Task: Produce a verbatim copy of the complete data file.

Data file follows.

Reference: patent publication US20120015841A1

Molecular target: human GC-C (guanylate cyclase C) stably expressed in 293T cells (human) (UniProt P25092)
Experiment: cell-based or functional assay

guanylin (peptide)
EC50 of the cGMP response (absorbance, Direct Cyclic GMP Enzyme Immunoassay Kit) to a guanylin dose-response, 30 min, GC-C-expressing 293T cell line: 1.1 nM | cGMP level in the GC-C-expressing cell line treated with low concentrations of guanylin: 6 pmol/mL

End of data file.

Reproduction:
Reference: patent publication US20120015841A1

Molecular target: human GC-C (guanylate cyclase C) stably expressed in 293T cells (human) (UniProt P25092)
Experiment: cell-based or functional assay

guanylin (peptide)
EC50 of the cGMP response (absorbance, Direct Cyclic GMP Enzyme Immunoassay Kit) to a guanylin dose-response, 30 min, GC-C-expressing 293T cell line: 1.1 nM | cGMP level in the GC-C-expressing cell line treated with low concentrations of guanylin: 6 pmol/mL